Updated: May 13, 2020 6:22 PM EDT | Originally published: April 16, 2020 5:12 PM EDT

Millions of Americans have begun receiving stimulus payments from the U.S. government through the CARES Act, the $2.2 trillion dollar stimulus package passed by Congress to prop up the country’s economy during the coronavirus pandemic. Payments of up to $1,200 will be sent to every American who has a Social Security number, isn’t listed as a dependent and meets certain financial criteria. An additional $500 will be sent for every child under the age of 17. This information will be calculated via people’s 2019 or 2018 tax returns.

Most people should receive their payments automatically — the IRS will use the direct deposit information or mailing address on your 2018 or 2019 tax returns to send you a stimulus payment. “The [Internal Revenue Service] already has their information on file and will automatically send payments to these individuals,” says Erica York, an economist at the nonprofit Tax Foundation, via email.

That’s also true of people who receive Social Security, Railroad Retirement or Social Security Disability Insurance (SSDI), who will automatically receive stimulus payments even if they don’t typically file tax returns. Their automatic payments should begin arriving the week of April 27, the IRS said on April 24.

Recipients of Supplemental Security Income (SSI) as well as veterans and their beneficiaries who receive Compensation and Pension (C&P) benefit payments from the Department of Veterans Affairs will also receive their payments automatically. The IRS said on April 24 that SSI and veterans’ benefit recipients “should receive their automatic payments by mid-May.”

Read more: The IRS is sending stimulus payments to millions of Americans this week. Here’s how to get yours faster

How will those benefit recipients receive their payment? The government will use the same information it uses to normally deliver benefits, David Hasen, a professor at the University of Florida Law School who specializes in federal income tax law, tells TIME in an email. For people on Social Security, Railroad Retirement or SSDI, the IRS will use the information provided on Form SSA-1099 and Form RRB-1099 to send payments.

“Recipients will generally receive the automatic $1,200 payments by direct deposit, Direct Express debit card or by paper check, just as they would normally receive their benefits,” the IRS said in an April 20 statement. (The Social Security Administration also released this extensive guide on how people on government benefits will get their payments.)

However, some people receiving government benefits may not receive the maximum amount they qualify for if they missed the deadline to register their children.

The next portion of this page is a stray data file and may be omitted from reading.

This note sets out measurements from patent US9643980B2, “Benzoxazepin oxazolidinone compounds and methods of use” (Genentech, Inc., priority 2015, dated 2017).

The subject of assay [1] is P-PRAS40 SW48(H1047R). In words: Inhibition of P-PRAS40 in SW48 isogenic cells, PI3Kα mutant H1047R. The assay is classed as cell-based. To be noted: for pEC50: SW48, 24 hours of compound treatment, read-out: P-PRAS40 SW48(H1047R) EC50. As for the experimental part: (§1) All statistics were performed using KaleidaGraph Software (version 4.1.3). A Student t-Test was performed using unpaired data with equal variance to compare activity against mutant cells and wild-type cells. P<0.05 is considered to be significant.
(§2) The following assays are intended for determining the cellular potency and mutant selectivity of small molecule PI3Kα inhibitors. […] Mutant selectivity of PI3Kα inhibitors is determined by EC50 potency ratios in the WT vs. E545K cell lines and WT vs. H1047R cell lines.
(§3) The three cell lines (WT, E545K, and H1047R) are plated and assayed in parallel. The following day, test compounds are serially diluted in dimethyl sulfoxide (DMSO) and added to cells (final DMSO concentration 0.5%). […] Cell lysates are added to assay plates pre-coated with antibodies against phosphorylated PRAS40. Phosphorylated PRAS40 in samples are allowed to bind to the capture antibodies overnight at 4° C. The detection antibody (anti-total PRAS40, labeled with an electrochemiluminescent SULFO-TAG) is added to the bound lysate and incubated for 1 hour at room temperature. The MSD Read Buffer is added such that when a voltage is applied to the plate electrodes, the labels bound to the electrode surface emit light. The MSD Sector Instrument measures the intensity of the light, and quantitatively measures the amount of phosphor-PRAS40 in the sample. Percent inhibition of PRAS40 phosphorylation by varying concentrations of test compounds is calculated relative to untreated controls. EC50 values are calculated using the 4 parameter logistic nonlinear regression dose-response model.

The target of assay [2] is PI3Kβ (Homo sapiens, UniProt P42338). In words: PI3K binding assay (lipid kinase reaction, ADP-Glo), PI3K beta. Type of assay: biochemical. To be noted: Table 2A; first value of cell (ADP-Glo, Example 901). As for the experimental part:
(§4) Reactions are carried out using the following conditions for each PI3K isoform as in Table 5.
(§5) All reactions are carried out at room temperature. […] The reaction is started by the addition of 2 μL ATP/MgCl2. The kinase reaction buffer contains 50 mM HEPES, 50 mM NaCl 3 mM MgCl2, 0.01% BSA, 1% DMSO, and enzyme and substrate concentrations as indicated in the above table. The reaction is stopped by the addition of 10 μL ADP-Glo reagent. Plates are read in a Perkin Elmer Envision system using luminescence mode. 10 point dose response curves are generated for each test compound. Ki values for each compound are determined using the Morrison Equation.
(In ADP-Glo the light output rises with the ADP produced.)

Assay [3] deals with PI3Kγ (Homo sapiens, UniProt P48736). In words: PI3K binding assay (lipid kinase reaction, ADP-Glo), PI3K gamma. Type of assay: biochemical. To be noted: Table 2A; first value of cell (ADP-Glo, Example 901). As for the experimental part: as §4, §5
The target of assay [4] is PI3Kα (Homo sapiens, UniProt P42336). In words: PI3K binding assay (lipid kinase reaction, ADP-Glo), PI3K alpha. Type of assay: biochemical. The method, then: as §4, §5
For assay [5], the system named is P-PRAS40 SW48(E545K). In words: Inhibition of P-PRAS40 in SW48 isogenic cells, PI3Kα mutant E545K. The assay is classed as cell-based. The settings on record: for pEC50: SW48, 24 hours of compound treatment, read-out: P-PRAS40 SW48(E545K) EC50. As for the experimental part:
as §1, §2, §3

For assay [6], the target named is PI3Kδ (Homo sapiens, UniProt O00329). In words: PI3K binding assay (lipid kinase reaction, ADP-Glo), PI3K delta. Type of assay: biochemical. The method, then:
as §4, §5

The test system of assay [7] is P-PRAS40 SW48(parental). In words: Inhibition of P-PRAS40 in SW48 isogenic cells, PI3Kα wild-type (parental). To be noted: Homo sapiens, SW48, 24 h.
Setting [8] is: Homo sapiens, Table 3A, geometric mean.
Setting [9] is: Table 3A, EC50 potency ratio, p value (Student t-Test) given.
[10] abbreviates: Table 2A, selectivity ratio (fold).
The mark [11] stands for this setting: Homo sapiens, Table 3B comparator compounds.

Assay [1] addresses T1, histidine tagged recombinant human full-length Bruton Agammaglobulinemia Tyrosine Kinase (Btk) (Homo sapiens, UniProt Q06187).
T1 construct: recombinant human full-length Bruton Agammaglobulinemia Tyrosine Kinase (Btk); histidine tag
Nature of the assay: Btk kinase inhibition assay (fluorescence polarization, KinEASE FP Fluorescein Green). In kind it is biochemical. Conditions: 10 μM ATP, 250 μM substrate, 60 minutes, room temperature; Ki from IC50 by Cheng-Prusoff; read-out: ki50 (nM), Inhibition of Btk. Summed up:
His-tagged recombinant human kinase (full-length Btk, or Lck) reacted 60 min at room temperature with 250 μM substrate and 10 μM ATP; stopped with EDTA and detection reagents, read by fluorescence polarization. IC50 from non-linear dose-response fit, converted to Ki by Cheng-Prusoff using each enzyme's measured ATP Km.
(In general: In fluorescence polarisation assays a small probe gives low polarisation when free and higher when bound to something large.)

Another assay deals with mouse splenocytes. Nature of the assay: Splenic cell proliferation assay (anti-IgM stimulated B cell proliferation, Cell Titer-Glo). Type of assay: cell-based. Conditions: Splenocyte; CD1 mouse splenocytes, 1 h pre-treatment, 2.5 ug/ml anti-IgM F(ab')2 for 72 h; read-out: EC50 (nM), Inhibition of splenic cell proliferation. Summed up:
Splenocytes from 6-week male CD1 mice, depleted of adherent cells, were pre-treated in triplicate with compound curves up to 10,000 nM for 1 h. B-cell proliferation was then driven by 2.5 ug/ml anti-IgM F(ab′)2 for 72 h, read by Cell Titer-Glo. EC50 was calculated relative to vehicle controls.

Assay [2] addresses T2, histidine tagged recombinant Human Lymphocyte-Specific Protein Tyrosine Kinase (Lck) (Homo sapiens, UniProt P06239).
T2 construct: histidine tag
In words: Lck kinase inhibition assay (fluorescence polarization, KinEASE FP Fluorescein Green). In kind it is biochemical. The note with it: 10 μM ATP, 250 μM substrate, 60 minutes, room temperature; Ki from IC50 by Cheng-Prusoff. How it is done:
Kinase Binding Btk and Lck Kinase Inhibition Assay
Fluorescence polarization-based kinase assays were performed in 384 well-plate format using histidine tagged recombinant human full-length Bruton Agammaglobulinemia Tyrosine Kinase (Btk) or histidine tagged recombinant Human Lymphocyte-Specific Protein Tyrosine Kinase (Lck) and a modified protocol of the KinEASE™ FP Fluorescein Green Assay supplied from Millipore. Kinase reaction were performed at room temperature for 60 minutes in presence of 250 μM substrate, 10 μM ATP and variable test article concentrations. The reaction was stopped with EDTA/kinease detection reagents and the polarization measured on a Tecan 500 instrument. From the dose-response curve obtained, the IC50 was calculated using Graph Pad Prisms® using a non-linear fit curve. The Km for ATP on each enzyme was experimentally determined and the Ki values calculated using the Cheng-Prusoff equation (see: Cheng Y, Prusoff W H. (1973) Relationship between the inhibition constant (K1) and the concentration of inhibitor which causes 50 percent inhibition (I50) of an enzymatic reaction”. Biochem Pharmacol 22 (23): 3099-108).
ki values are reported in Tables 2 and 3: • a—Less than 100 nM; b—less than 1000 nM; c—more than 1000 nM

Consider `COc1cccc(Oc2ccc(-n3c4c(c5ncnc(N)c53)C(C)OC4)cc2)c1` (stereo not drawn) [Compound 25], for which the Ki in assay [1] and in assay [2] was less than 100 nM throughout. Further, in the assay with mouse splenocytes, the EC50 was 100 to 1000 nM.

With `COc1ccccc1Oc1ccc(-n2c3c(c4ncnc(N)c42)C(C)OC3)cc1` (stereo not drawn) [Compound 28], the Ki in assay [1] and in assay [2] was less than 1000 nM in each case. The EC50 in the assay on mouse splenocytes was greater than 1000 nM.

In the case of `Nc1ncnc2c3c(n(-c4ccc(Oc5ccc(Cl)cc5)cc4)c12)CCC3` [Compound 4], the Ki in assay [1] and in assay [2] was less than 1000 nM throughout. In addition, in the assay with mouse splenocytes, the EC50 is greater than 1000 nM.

If you receive Social Security or railroad retirement benefits and don’t typically file tax returns but are eligible for the extra $500 per qualifying child, you had until April 22 to register the child on the IRS’s online portal: “Non-Filers: Enter Payment Info Here.” Recipients of SSI or veterans’ benefits had until May 5 to register their children. Those who missed the deadline will have to wait until they file their 2020 taxes to receive the extra $500 per child. If you use a Direct Express card, you could have used the Non-Filers tool to register your children but “you cannot receive your and your children’s payment on your Direct Express account,” the IRS said on April 24. “You may only select a bank account for direct deposit or leave bank information blank and receive the money by mail.”

Also be aware that the Treasury Department, not the Social Security Administration or the Department of Veterans Affairs, will be sending the automatic payments recipients.

The IRS app Get My Payment allows people to track the status of their stimulus payment and should now be available for people who receive government benefits. In April, SSI and veteran’s benefits recipients couldn’t use the app because their information hadn’t been loaded into the system yet. But the IRS told TIME on May 13 that their payment status should now be available.

If you don’t receive any of the aforementioned government benefits but also don’t have to file a tax return — a group that includes “low-income workers and [certain] individuals with disabilities,” per the IRS — you’re likely still eligible for a stimulus payment. You’ll just have to input your information into the IRS’s online “Non-Filers: Enter Payment Info Here” portal. There, you’ll have to provide your name, mailing address, email address, date of birth and valid Social Security number. You’ll also have to provide the name and Social Security number for each of your dependents. And if you have them, prepare to provide your Identity Protection Personal Identification Number (IP PIN), a state issued ID and your bank account information. The IRS has a detailed guide on what to expect when you use that portal.

Furthermore, if you belong to a group that has only recently been assured their payments would come automatically — like veteran benefit recipients — and you have already entered your information in the “Non-Filers: Enter Payment Info” tool, the IRS said on April 17 that “there will be no interruption to payments being processed using this portal.”

The IRS also recommends you keep an eye out for suspicious emails, calls or texts seeking your personal info during the stimulus rollout. It’s likely that scammers will try to take advantage of confusion around stimulus check delivery to steal people’s personal information.

Write to Madeleine Carlisle at madeleine.carlisle@time.com.

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